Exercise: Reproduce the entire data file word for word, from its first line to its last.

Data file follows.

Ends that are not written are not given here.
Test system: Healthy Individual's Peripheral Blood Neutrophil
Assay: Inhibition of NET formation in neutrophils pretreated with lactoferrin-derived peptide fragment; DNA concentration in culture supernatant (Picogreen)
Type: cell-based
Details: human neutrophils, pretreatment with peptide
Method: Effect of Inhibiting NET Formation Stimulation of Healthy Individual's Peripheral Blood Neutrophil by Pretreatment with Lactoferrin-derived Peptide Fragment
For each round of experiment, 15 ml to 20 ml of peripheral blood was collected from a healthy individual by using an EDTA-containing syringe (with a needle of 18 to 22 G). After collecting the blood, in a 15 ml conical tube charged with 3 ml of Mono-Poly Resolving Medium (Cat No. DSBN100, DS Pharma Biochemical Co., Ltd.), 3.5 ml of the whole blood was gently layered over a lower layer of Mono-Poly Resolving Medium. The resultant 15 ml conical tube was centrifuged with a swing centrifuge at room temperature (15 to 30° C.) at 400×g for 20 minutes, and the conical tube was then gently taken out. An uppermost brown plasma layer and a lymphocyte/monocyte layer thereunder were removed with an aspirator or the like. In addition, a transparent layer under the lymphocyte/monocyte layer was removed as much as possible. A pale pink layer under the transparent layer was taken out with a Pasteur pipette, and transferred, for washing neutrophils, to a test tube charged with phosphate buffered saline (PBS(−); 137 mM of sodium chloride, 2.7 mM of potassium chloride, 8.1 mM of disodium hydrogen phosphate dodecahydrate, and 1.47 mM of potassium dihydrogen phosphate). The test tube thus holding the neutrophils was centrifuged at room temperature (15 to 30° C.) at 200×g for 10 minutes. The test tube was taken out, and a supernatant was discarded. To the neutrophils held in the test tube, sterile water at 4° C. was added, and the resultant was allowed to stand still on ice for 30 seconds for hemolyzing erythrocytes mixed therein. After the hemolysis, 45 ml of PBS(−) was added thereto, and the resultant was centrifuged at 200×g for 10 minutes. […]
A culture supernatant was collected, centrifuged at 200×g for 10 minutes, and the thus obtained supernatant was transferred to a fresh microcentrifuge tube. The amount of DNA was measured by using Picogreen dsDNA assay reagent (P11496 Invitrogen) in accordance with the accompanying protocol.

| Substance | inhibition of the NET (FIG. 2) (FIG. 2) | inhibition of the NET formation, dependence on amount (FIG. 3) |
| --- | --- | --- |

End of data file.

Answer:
Ends that are not written are not given here.
Test system: Healthy Individual's Peripheral Blood Neutrophil
Assay: Inhibition of NET formation in neutrophils pretreated with lactoferrin-derived peptide fragment; DNA concentration in culture supernatant (Picogreen)
Type: cell-based
Details: human neutrophils, pretreatment with peptide
Method: Effect of Inhibiting NET Formation Stimulation of Healthy Individual's Peripheral Blood Neutrophil by Pretreatment with Lactoferrin-derived Peptide Fragment
For each round of experiment, 15 ml to 20 ml of peripheral blood was collected from a healthy individual by using an EDTA-containing syringe (with a needle of 18 to 22 G). After collecting the blood, in a 15 ml conical tube charged with 3 ml of Mono-Poly Resolving Medium (Cat No. DSBN100, DS Pharma Biochemical Co., Ltd.), 3.5 ml of the whole blood was gently layered over a lower layer of Mono-Poly Resolving Medium. The resultant 15 ml conical tube was centrifuged with a swing centrifuge at room temperature (15 to 30° C.) at 400×g for 20 minutes, and the conical tube was then gently taken out. An uppermost brown plasma layer and a lymphocyte/monocyte layer thereunder were removed with an aspirator or the like. In addition, a transparent layer under the lymphocyte/monocyte layer was removed as much as possible. A pale pink layer under the transparent layer was taken out with a Pasteur pipette, and transferred, for washing neutrophils, to a test tube charged with phosphate buffered saline (PBS(−); 137 mM of sodium chloride, 2.7 mM of potassium chloride, 8.1 mM of disodium hydrogen phosphate dodecahydrate, and 1.47 mM of potassium dihydrogen phosphate). The test tube thus holding the neutrophils was centrifuged at room temperature (15 to 30° C.) at 200×g for 10 minutes. The test tube was taken out, and a supernatant was discarded. To the neutrophils held in the test tube, sterile water at 4° C. was added, and the resultant was allowed to stand still on ice for 30 seconds for hemolyzing erythrocytes mixed therein. After the hemolysis, 45 ml of PBS(−) was added thereto, and the resultant was centrifuged at 200×g for 10 minutes. […]
A culture supernatant was collected, centrifuged at 200×g for 10 minutes, and the thus obtained supernatant was transferred to a fresh microcentrifuge tube. The amount of DNA was measured by using Picogreen dsDNA assay reagent (P11496 Invitrogen) in accordance with the accompanying protocol.

| Substance | inhibition of the NET (FIG. 2) (FIG. 2) | inhibition of the NET formation, dependence on amount (FIG. 3) |
| --- | --- | --- |